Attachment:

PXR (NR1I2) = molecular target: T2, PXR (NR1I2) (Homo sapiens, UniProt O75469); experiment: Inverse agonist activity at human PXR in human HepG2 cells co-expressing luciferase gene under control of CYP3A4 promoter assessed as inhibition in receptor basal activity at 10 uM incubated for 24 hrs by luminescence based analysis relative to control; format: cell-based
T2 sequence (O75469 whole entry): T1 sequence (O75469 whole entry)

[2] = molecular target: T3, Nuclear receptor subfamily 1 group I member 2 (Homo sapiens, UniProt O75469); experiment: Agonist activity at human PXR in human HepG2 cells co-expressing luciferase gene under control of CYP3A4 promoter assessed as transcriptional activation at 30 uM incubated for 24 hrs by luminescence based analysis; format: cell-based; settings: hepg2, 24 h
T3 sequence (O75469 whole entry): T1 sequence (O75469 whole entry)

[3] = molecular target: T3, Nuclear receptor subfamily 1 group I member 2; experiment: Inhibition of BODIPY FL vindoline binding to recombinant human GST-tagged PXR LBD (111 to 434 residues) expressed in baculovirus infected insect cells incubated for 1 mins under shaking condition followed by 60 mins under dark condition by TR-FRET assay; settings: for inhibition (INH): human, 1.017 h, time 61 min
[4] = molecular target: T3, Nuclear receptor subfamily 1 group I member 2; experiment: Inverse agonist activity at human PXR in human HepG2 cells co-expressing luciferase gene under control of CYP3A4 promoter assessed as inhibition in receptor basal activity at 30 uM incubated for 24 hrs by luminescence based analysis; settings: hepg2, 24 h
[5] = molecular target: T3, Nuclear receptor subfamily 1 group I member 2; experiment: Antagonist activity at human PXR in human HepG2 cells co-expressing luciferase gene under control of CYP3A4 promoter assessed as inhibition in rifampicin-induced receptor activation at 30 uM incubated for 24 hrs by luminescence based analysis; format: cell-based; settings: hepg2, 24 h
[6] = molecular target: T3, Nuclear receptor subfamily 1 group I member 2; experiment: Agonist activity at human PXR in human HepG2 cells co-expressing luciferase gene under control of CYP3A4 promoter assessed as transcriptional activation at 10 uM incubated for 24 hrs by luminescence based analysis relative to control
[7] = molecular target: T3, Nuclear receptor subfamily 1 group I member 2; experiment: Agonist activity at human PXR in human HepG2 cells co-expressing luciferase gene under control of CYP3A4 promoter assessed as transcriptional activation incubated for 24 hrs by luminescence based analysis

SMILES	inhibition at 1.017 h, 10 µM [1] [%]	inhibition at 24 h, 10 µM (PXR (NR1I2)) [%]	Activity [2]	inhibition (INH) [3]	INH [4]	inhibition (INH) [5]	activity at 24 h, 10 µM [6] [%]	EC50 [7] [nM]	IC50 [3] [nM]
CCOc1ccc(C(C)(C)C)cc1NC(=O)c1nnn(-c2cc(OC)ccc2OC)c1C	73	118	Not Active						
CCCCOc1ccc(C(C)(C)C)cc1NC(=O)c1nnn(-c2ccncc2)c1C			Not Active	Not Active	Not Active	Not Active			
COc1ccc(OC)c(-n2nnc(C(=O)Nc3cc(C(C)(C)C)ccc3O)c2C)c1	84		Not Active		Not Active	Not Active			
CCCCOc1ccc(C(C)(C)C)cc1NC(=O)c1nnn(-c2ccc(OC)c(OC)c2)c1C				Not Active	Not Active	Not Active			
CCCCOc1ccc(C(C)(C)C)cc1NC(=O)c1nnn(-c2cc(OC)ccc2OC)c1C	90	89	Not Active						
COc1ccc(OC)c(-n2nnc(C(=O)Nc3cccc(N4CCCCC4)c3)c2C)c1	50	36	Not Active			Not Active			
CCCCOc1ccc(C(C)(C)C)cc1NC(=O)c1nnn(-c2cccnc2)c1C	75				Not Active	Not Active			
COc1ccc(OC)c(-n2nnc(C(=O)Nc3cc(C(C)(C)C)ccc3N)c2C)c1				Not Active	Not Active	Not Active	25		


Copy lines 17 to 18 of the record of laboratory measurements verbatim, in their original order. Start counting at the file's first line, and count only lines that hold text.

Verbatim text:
CCCCOc1ccc(C(C)(C)C)cc1NC(=O)c1nnn(-c2cccnc2)c1C	75				Not Active	Not Active			
COc1ccc(OC)c(-n2nnc(C(=O)Nc3cc(C(C)(C)C)ccc3N)c2C)c1				Not Active	Not Active	Not Active	25		